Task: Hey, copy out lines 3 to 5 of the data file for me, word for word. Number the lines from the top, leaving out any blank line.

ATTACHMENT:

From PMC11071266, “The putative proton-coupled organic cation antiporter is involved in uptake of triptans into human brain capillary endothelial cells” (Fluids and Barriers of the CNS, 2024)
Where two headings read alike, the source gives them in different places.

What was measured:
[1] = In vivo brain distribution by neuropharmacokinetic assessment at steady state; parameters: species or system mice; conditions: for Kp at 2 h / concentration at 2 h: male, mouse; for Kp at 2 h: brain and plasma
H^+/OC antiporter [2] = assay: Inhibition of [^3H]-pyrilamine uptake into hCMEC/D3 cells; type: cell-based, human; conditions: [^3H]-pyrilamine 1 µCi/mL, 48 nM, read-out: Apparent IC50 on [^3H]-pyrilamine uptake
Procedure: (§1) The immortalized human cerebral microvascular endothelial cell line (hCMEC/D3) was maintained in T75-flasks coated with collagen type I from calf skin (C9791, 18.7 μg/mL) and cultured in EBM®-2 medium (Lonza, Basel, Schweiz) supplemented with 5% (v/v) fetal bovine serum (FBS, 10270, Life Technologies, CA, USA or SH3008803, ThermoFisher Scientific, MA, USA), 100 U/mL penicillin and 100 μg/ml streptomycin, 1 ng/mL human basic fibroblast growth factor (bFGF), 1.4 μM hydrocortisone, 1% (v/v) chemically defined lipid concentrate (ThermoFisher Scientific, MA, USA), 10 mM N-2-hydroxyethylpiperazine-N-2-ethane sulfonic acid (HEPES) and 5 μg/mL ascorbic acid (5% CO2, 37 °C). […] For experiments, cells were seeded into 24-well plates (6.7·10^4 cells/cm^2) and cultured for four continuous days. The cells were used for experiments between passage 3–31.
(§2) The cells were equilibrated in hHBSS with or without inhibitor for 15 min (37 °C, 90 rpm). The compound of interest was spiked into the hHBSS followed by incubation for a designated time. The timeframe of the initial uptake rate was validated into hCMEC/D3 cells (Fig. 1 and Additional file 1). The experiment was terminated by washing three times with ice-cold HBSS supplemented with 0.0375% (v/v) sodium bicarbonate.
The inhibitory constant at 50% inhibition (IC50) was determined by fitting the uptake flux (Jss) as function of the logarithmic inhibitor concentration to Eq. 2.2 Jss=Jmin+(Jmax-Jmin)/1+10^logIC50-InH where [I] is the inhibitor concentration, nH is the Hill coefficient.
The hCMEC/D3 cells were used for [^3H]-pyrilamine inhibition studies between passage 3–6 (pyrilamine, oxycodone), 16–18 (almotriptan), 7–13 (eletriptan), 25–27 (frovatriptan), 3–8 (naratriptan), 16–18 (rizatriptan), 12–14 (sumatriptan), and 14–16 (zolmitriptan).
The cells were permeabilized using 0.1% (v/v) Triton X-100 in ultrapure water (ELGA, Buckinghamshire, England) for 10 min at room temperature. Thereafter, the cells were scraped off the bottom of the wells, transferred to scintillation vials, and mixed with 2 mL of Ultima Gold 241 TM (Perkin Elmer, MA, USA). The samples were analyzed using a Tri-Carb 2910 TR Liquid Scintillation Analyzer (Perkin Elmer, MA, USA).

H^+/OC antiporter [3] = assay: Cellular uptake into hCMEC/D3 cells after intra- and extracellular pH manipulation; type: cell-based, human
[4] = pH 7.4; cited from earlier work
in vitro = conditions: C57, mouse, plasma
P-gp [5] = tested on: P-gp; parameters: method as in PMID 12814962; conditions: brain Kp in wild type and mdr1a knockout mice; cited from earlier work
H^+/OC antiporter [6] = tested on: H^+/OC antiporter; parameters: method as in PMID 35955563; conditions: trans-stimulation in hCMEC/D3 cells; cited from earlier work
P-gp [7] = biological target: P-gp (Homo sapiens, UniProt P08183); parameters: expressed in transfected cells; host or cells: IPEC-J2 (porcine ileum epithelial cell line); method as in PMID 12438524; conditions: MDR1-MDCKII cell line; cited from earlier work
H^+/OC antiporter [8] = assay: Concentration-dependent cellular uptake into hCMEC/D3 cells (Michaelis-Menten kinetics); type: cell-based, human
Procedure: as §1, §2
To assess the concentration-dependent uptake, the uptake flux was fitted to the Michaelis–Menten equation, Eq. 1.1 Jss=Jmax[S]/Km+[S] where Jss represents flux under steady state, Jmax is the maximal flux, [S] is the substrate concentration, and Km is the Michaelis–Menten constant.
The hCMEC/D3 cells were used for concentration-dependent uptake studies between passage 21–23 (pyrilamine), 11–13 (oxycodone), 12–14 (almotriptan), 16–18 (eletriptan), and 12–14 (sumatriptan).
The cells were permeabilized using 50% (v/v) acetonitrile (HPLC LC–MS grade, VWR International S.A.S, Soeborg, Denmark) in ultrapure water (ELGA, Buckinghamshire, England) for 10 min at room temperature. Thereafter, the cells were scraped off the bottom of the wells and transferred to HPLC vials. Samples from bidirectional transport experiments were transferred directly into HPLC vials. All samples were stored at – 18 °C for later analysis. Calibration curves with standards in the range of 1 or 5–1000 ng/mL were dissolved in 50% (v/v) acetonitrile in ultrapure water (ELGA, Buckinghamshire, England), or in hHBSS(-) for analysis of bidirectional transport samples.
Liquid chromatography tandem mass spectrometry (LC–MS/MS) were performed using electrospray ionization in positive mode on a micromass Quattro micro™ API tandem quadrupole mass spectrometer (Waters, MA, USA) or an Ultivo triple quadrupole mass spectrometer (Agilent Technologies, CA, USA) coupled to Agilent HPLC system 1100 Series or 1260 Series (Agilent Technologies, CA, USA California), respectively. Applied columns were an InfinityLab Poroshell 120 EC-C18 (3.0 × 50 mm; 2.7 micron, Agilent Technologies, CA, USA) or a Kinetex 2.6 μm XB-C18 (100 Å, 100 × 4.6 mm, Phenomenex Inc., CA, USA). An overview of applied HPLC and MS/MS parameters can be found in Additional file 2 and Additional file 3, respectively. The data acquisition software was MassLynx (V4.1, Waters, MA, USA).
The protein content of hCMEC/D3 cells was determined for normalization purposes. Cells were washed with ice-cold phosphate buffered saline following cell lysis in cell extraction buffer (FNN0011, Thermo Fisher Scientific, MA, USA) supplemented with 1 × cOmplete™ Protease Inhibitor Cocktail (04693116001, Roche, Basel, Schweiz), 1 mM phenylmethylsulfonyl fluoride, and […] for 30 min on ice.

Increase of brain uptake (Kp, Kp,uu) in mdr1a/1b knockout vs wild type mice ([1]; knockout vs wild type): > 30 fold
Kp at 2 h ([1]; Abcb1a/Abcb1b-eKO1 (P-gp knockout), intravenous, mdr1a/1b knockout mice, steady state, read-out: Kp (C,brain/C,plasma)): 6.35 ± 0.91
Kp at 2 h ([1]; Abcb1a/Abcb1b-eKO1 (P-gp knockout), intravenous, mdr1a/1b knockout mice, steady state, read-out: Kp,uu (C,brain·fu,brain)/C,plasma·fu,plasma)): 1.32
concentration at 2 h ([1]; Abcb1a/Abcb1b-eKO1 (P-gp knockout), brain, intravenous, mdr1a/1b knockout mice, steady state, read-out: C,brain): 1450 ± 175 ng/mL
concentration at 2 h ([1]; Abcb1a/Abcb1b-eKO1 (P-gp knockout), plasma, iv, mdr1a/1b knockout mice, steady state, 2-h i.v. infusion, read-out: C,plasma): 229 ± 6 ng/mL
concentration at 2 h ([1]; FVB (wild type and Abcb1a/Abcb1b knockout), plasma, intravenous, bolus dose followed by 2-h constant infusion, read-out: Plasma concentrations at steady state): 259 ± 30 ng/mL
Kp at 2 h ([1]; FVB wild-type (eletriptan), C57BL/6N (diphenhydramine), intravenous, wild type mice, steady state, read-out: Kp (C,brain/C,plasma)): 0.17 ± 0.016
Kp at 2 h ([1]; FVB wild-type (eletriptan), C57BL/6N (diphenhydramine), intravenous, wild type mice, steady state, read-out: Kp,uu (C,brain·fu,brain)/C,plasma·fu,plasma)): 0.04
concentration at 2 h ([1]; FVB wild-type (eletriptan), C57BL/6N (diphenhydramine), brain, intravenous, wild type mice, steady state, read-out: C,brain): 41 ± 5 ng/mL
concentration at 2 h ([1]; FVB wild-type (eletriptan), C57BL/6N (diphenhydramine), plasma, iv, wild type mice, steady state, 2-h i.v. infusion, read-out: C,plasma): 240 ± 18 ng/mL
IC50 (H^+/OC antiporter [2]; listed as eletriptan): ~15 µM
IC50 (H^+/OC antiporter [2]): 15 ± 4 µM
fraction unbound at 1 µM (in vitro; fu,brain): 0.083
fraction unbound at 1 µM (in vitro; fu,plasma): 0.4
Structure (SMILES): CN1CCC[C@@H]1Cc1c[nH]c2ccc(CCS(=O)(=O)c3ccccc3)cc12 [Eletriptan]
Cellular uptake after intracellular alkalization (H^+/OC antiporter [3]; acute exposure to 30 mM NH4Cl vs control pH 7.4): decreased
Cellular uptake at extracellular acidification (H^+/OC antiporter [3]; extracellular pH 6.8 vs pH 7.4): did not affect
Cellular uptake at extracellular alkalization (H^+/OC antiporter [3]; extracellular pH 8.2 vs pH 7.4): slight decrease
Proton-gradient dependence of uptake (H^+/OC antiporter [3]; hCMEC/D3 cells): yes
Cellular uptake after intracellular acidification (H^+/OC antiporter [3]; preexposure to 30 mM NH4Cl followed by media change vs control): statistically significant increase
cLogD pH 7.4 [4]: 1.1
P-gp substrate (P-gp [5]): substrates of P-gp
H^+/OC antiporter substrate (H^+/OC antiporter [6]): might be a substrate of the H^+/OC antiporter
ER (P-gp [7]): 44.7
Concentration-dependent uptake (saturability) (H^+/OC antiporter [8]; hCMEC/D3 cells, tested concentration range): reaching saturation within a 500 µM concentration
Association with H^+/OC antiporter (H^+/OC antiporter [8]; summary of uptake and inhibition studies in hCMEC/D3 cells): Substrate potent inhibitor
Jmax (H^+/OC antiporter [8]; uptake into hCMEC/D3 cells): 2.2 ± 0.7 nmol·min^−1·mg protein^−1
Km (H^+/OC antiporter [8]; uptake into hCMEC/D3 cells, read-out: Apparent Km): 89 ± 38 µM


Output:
What was measured:
[1] = In vivo brain distribution by neuropharmacokinetic assessment at steady state; parameters: species or system mice; conditions: for Kp at 2 h / concentration at 2 h: male, mouse; for Kp at 2 h: brain and plasma
H^+/OC antiporter [2] = assay: Inhibition of [^3H]-pyrilamine uptake into hCMEC/D3 cells; type: cell-based, human; conditions: [^3H]-pyrilamine 1 µCi/mL, 48 nM, read-out: Apparent IC50 on [^3H]-pyrilamine uptake